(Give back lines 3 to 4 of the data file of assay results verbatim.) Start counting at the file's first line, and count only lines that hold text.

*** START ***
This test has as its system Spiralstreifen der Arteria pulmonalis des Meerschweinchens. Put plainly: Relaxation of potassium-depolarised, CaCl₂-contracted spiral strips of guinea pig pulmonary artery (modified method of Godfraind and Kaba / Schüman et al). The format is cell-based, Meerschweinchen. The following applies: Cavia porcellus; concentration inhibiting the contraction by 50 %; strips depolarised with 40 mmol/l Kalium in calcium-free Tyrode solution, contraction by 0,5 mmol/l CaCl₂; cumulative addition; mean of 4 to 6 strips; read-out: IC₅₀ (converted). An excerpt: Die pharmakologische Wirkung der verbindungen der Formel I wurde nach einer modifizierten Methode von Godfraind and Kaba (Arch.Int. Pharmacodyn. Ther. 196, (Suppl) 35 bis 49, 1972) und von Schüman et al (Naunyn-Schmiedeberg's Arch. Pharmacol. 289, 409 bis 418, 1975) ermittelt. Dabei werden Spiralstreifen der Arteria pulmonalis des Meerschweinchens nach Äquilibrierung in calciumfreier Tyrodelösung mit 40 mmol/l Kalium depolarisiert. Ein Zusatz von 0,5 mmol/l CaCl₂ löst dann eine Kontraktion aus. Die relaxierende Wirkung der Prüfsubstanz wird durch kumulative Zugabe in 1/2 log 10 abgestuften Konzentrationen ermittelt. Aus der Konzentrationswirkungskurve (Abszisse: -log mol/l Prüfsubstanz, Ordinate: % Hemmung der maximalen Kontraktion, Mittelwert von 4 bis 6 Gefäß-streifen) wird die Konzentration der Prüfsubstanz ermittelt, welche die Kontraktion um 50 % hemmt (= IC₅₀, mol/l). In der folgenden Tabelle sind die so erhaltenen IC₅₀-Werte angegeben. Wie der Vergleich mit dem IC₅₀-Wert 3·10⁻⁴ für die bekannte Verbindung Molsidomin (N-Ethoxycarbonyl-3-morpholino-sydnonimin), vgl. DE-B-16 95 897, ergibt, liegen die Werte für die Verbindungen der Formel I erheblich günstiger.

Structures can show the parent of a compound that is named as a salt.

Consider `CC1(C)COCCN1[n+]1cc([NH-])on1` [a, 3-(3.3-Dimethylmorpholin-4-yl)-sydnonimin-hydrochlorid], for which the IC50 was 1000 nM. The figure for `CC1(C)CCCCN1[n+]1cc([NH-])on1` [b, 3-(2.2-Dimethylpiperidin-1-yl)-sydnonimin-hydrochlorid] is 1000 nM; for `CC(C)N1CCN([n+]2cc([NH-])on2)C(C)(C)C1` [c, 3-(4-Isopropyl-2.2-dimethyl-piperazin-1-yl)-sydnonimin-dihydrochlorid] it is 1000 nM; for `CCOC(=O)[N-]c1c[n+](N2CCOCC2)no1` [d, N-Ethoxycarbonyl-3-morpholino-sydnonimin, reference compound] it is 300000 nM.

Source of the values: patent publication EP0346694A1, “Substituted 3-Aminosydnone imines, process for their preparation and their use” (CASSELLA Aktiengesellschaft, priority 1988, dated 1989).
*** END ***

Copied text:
Consider `CC1(C)COCCN1[n+]1cc([NH-])on1` [a, 3-(3.3-Dimethylmorpholin-4-yl)-sydnonimin-hydrochlorid], for which the IC50 was 1000 nM. The figure for `CC1(C)CCCCN1[n+]1cc([NH-])on1` [b, 3-(2.2-Dimethylpiperidin-1-yl)-sydnonimin-hydrochlorid] is 1000 nM; for `CC(C)N1CCN([n+]2cc([NH-])on2)C(C)(C)C1` [c, 3-(4-Isopropyl-2.2-dimethyl-piperazin-1-yl)-sydnonimin-dihydrochlorid] it is 1000 nM; for `CCOC(=O)[N-]c1c[n+](N2CCOCC2)no1` [d, N-Ethoxycarbonyl-3-morpholino-sydnonimin, reference compound] it is 300000 nM.

Source of the values: patent publication EP0346694A1, “Substituted 3-Aminosydnone imines, process for their preparation and their use” (CASSELLA Aktiengesellschaft, priority 1988, dated 1989).